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ARS Home » Southeast Area » Stoneville, Mississippi » Biological Control of Pests Research » Research » Research Project #428358

Research Project: Products for Invasive Ant Control

Location: Biological Control of Pests Research

2018 Annual Report

Objective 1: Discover new efficacious natural products, including fire ant-specific pathogens, for Integrated Pest Management (IPM) of invasive ant species. Sub-objective 1A: Evaluate naturally occurring toxins for invasive ant control. Sub-objective 1B: Evaluate entomopathogenic agents for invasive ant control. Objective 2: Determine gene function and utilize existing genomic resources to develop gene disruption approaches for mitigating the impact of invasive ants. Sub-objective 2A: Perform database comparisons to identify candidate genes for disruption. Sub-objective 2B: Functionally characterize specific candidate genes targeted for disruption. Objective 3: Improve existing and design new biopesticide delivery systems as part of Integrated Pest Management (IPM) programs for invasive ant species. Sub-objective 3A: Enhance the efficacy of biopesticides by improving adjuvants and synergists.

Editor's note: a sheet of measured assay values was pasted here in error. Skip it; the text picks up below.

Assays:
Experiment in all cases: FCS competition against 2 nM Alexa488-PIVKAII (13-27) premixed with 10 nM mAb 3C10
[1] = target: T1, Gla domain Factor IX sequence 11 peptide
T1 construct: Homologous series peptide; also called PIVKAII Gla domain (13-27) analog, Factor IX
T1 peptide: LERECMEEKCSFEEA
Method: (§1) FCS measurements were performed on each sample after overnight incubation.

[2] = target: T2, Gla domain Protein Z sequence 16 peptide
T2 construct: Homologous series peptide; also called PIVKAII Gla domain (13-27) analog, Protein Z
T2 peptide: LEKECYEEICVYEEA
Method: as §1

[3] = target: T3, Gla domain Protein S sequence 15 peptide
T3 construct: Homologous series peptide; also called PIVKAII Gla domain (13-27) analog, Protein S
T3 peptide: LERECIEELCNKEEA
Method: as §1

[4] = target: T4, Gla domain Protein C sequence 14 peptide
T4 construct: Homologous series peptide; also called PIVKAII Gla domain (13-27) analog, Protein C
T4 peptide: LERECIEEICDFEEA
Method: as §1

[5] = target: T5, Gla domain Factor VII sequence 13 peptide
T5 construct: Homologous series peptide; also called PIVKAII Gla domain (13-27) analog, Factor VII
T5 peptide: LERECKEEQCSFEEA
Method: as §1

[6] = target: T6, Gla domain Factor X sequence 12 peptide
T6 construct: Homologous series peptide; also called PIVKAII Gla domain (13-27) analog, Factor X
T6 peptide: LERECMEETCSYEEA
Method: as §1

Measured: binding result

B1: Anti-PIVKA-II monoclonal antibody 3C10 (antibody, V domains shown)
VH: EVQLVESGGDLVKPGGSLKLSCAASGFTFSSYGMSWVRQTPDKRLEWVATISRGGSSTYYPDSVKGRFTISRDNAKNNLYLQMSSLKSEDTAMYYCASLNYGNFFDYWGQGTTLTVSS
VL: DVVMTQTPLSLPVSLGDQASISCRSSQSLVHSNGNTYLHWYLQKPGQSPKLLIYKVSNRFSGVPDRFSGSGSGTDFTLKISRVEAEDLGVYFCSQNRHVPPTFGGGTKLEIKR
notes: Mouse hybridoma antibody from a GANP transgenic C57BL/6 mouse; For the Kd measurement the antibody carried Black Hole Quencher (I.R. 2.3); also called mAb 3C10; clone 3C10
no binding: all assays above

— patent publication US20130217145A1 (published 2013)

Current practice for controlling invasive pest ants depends heavily on synthetic insecticides, which have hazardous impacts beyond their intended uses. New safer and more sustainable technologies are needed to improve pest ant management. This project plan describes research to develop new products for managing invasive ants, particularly the imported fire ant, Solenopsis invicta, and the tawny crazy ant, Nylanderia fulva. This research will focus on 1) identifying new biopesticides, including naturally occurring toxins and biological control agents; 2) identifying and characterizing targets and methods for gene disruption; and 3) developing and improving delivery systems to maximize the efficacy of newly developed and existing biopesticides. This research will produce innovative products and methods for managing invasive pest ants.

Progress Report